On Dec. 8, 2020, after two weeks of quarantine in Seoul, the South Korean government awarded its presidential medal to CU Denver’s professor emeritus of geology, Martin Lockley, for his contributions to dinosaur tracking.
For almost 40 years, Lockley has spearheaded what he calls the CU Denver Dinosaur Trackers Research Group. Despite having worked regularly in South Korea since 1987, Lockley devoted much of his career to tracking dinosaurs in Colorado and Utah. His activities in the wild west include being a founding member of Dinosaur Ridge in Jefferson County, as well as involvement in the creation of dinosaur museums at two sites in Utah: the Moab Giants Dinosaur Park and Museum and the St. George Dinosaur Discovery Site.
In the Mesozoic Age of dinosaurs, there was no Colorado, South Korea, or Utah. Had you left early enough on day one of the Jurassic Period, you might have walked from western North America to the east coast just in time to cross over into Europe and on to Asia before the Atlantic opened up. Herein lies part of the global interconnection story bequeathed to us by our dinosaurian ancestors. Though it may appear to be purely fun and games, Lockley notes that tracking dinosaurs is serious “environmental” business.
“Dinosaur track sites are fragments of the ancient landscape that have survived to become part of the modern landscape,” said Lockley. “I call it ‘sacred ground,’ because this land is protected in almost every nation, with as much reverence as we afford to geological, archeological, and historical sites, such as the Delicate Arch, Stonehenge, or the Roman
What Lockley and his colleagues do, beside measuring the size, step, and stride of dinosaurs, is work with states, provinces, and governments to preserve important sites such as state parks, national monuments, UNESCO Global Geoparks, or World Heritage sites.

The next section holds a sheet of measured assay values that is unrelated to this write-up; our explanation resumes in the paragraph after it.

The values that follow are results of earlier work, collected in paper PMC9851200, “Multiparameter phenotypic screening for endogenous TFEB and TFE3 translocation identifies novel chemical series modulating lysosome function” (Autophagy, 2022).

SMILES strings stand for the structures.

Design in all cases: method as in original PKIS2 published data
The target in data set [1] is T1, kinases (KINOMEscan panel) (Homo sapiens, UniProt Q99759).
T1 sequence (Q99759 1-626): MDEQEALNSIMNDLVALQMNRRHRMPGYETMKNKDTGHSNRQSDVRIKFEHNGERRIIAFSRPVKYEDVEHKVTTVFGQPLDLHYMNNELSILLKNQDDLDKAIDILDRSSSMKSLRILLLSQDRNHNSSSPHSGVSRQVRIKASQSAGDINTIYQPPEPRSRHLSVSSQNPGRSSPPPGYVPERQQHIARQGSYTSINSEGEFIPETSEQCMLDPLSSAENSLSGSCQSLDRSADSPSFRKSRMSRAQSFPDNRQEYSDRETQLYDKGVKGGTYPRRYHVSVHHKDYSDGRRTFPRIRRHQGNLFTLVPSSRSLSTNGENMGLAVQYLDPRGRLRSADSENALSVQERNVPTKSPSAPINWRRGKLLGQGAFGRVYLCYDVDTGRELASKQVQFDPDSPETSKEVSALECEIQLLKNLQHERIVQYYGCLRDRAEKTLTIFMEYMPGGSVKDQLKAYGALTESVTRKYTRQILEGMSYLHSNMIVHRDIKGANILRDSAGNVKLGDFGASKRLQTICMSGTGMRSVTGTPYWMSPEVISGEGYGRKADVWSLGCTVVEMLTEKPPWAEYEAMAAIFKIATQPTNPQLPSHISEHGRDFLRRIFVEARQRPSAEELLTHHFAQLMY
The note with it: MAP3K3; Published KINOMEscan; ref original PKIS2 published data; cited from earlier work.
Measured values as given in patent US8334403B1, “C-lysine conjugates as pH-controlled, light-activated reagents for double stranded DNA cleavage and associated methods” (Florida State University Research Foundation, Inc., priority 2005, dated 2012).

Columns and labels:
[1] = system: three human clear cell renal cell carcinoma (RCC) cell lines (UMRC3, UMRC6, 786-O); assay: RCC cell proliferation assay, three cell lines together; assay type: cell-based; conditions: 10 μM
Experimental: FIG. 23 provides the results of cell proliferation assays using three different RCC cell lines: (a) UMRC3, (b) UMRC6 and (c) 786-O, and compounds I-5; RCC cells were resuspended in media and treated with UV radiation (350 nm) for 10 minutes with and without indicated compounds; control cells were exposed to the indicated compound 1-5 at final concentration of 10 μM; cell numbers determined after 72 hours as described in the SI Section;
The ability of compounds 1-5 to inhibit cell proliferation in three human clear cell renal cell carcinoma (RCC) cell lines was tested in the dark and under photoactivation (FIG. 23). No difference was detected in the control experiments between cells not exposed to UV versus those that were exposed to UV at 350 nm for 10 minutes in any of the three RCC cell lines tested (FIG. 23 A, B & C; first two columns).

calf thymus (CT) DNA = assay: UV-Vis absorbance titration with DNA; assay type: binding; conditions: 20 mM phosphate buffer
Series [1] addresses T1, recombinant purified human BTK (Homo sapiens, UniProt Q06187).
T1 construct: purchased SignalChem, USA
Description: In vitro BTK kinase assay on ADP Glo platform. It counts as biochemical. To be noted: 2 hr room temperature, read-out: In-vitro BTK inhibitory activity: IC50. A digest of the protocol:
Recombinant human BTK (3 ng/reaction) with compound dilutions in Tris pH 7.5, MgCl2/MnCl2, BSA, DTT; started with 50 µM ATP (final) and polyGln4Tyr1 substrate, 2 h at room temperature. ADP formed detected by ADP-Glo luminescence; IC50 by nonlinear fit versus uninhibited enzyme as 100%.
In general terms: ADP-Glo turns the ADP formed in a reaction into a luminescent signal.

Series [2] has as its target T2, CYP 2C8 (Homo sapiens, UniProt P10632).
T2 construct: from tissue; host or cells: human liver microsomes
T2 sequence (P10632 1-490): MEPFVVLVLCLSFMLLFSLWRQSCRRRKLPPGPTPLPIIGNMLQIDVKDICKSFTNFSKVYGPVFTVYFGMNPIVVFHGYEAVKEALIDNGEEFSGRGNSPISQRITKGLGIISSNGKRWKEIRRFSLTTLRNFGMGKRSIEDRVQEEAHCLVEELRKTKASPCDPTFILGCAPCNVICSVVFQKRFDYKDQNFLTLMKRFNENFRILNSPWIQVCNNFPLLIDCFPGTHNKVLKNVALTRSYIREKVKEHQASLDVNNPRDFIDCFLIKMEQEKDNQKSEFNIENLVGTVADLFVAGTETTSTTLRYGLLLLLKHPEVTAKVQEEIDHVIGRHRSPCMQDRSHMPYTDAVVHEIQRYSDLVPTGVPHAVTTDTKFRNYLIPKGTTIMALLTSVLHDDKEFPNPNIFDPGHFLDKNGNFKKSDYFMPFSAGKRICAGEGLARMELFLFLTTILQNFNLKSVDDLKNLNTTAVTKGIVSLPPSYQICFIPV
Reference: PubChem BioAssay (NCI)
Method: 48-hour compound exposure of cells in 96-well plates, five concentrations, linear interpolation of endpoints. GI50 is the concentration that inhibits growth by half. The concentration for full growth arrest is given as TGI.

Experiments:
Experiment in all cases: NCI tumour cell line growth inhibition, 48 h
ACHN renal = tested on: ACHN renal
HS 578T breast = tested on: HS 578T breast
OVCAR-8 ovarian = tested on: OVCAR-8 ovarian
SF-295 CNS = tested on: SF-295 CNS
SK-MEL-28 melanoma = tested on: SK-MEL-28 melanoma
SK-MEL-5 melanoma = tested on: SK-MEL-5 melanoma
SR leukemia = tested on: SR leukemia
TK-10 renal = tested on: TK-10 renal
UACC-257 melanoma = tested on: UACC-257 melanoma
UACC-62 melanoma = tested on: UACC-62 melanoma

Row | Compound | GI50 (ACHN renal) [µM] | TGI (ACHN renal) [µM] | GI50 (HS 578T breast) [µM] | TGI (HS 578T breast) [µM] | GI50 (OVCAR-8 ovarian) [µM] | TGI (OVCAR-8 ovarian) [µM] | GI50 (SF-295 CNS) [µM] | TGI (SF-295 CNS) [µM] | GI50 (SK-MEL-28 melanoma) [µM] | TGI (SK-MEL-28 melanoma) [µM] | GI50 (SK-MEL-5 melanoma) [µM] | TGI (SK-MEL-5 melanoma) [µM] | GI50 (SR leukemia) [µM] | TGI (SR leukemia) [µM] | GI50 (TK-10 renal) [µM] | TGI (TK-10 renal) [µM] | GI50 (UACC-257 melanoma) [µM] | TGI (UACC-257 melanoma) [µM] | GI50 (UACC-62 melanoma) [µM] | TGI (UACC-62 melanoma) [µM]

“What is known as ‘geoheritage’ knows no international boundaries,” said Lockley. “Those working in the field know that a Colorado paleontologist may have as much enthusiasm for protecting a Korean site as a Korean paleontologist has for protecting a site in Colorado or Utah.”
South Korean trackers visited what is now known as Dinosaur Ridge, near Red Rocks Ampitheatre, in 1987. The National Science Foundation gave Lockley and his students a grant to kickstart dinosaur tracking research in South Korea in 1988. Since then, South Korean trackers secured funds for three years of study of tracks in western Colorado and Utah, while at home they created multiple national Natural Monuments built around spectacular dinosaur track sites. Several such sites have been nominated as potential World Heritage sites.
“When I say the dinosaur sites were spectacular, I mean that they were as large as basketball courts, with between 2,000 and 8,000 fossil footprints, all perfectly preserved,” said Lockley. “It included tracks of birds, frogs, lizards, mammals, and even a giant, bipedal crocodile, all at least 100 million years old.”
Coincidentally, these tracks are about the same age as the tracks from Dinosaur Ridge, or from the new Mill Canyon Dinosaur track site, near Moab’s Canyonlands Regional Airport, which South Korean scientists helped to excavate and study.
Lockley was the first paleontologist, and only the second person not from South Korea, to win the presidential award, but he credits his South Korean colleagues for nominating him and considers their work a joint effort. Lockley and his colleagues, ranging from local amateurs, Dinosaur Ridge enthusiasts, and Moab desert rats, to internationally known trackers, continue to research and write on multiple fossil footprint sites in South Korea, Colorado, and Utah as well as other regions.
“The fossil footprint record is a rich tapestry of ancient life, not the record of death and decay,” said Lockley. “Instead, it is the record of the vibrant day-to-day life of dynamic living animals.”